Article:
The decade from 1969 to 1979 witnessed three massive spills from offshore oil wells around the world: the IXTOC 1 spill off Mexico in 1979, the Ekofisk spill in the North Sea in 1977, and the 1969 spill off the coast of Santa Barbara. On April 20, 2010, a loss of well control occurred and resulted in an explosion and fire on the Mobile Offshore Drilling Unit Deepwater Horizon. Eleven lives were lost in this incident, the rig subsequently sank, and the resulting release of oil has been declared a spill of national significance with oil threatening sensitive coastlines and resources in the Gulf of Mexico. High pressure hydrocarbon reservoir is the expected main cause of this tragedy.
    The behavior of the subsurface geopressure profile is driven by water depth, sedimentation rate, lithology, stratigrhy, structural setting, and stresses. Stress reduction due to subsea water depth is the main cause of the narrow drilling tolerance window (DTW) in deep water. This leads to a limited maneuver to control the formation pressure using the mud weight pressure. Mud pressure is the first line of defense to combat bore- hole’s flow, well kicks, gas infusion, and blowout. Blowout Preventer (BOP) is built and designed, as the last line of defensive, to control an unexpected pressure surge.
    There are many schools of thoughts explaining the causes of abnormal pressures and the techniques to detect pressures changes in subsurface. The pore pressure progresses with depth. In the deep water there are four zones. They are from the top to the bottom: the shallow free flow, hydrodynamic, transition, and geopressured zones. Each zone is characterized by a pressure gradient dictated by lithology and stress. Some of the troubles in the upper two zones are SWF and the presence of hydrates. Riseless drilling was developed to tolerate the mud pressure that need to stay within the DTW and reduce the number of casing seats to reach an exploration objectives.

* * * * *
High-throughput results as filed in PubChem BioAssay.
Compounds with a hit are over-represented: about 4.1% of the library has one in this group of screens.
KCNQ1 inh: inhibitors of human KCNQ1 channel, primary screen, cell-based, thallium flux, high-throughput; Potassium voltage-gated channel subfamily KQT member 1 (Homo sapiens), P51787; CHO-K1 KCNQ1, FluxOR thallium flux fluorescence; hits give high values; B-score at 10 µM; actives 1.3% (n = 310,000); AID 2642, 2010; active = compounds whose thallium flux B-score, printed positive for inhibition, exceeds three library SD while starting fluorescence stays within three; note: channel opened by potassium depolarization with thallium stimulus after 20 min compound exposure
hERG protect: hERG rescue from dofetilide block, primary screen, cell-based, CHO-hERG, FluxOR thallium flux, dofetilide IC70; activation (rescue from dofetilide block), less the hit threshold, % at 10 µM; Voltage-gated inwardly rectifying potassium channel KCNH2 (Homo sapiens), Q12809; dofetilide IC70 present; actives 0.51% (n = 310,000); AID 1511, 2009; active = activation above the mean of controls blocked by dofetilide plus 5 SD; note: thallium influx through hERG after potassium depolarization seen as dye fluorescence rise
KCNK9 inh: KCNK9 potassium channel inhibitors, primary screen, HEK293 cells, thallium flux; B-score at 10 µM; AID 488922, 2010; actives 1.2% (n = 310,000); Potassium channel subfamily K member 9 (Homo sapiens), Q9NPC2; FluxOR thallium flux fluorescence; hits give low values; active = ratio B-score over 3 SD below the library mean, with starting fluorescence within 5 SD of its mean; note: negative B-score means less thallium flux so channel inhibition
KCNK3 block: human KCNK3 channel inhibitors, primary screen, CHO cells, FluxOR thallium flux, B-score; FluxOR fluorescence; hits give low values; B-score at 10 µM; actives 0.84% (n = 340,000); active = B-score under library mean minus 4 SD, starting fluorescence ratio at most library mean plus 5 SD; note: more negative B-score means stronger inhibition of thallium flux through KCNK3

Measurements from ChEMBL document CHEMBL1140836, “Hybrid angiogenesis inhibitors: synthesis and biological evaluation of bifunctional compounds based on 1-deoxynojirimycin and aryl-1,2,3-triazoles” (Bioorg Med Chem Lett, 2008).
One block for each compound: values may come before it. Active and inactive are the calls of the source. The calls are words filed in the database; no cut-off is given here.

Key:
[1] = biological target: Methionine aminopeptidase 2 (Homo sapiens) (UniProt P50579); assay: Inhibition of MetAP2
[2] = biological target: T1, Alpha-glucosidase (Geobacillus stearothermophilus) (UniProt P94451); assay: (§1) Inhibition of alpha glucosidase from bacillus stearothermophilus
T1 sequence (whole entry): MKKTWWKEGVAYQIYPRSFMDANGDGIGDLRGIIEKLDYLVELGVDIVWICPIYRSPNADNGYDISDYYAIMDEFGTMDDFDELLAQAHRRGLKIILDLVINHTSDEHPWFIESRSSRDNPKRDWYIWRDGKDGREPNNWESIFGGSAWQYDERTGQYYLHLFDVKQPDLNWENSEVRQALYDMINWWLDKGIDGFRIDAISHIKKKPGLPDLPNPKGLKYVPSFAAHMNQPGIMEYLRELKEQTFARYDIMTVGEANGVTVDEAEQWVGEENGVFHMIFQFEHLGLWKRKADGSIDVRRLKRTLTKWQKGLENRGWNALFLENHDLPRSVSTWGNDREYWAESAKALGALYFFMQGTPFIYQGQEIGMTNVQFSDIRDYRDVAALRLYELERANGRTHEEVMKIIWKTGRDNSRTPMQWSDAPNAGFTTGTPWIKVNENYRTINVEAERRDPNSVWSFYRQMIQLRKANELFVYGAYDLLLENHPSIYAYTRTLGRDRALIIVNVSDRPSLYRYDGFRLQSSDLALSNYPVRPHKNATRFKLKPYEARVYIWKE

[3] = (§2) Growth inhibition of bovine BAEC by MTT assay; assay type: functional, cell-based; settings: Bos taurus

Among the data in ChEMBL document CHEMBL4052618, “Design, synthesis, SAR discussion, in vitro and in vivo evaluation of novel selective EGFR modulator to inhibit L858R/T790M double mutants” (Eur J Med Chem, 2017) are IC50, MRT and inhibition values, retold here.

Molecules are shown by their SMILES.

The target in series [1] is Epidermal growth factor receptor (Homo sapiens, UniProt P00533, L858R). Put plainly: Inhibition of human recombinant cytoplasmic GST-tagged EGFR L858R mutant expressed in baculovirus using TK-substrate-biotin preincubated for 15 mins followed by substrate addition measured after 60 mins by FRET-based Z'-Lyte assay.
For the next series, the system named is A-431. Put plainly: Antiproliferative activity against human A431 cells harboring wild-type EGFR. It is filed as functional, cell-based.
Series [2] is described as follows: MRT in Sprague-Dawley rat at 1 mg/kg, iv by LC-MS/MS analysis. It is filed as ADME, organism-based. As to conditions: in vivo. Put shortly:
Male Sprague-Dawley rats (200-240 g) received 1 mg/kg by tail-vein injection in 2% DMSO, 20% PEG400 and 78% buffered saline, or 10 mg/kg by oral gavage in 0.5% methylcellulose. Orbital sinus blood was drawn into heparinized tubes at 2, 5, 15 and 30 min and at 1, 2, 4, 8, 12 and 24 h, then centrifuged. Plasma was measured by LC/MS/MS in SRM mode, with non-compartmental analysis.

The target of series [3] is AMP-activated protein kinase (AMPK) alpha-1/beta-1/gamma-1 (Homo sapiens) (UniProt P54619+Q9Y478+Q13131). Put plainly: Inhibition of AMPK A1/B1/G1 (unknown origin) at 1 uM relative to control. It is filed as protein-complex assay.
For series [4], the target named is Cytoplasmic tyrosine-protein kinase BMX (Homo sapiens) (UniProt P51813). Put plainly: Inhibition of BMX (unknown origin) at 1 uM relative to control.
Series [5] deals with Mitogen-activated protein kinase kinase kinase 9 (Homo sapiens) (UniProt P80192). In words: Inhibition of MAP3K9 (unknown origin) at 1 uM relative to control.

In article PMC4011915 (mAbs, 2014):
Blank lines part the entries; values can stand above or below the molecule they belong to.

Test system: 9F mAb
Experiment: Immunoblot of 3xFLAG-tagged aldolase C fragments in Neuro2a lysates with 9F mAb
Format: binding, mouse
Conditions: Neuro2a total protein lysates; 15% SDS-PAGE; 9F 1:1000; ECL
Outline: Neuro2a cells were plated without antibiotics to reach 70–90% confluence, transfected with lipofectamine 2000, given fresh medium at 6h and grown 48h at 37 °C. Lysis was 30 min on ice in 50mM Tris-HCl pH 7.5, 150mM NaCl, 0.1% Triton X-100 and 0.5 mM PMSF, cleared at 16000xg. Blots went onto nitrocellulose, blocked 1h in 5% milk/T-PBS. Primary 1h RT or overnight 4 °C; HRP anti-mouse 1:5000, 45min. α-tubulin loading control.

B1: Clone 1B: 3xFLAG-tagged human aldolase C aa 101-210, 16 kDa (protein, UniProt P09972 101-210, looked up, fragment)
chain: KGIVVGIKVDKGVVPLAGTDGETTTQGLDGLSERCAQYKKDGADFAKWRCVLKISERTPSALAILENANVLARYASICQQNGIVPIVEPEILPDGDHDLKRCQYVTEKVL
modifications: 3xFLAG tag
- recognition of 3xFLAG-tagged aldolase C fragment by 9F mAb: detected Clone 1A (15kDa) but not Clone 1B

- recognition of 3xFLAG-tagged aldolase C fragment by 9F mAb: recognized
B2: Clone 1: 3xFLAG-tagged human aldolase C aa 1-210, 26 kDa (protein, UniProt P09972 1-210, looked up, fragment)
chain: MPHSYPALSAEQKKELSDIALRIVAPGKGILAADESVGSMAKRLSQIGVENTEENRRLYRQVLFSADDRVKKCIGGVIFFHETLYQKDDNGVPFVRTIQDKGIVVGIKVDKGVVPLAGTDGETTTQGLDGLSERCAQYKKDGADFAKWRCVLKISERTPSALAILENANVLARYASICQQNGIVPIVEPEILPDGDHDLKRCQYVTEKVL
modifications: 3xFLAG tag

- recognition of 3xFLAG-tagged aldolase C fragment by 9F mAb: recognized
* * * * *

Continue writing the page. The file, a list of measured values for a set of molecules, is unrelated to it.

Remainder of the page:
In the lower two zones pressure exponentially accelerates in the shale (seals) and become hydrostatic in the sand beds (Reservoirs). The excess pressure created by compartmentalization between the shale and sand usually amplified by the presence of hydrocarbon. Drilling the interface between shale seal and pay sand is the most drilling trouble free zone. Hard kicks, mud cuts, well flow, blowouts are common at this seal-reservoir boundary and well prognoses should account for that.
    Before drilling, seismic velocity, offset wells and modeling are used to predicting pore- pressure. While drilling calibration of the model should be perform. Failure to incorporate the geological setting, structural pattern, and the expected hydrocarbon column height can lead to faltering well prognoses and lead to unforeseen events.

    May 12, 2010 at 2:19 pm | Report abuse |
  5. Robert W. Sieg

    Okay everyone,

    I heard about the idea of tires and golf balls and honestly had some ideas I hope could help BP stop this problem early.

    If they take a smaller pipe and insert it into the pipe that is leaking.
    Then pump objects into the pipe.(it is actually going deeper into the well not just in the pipe)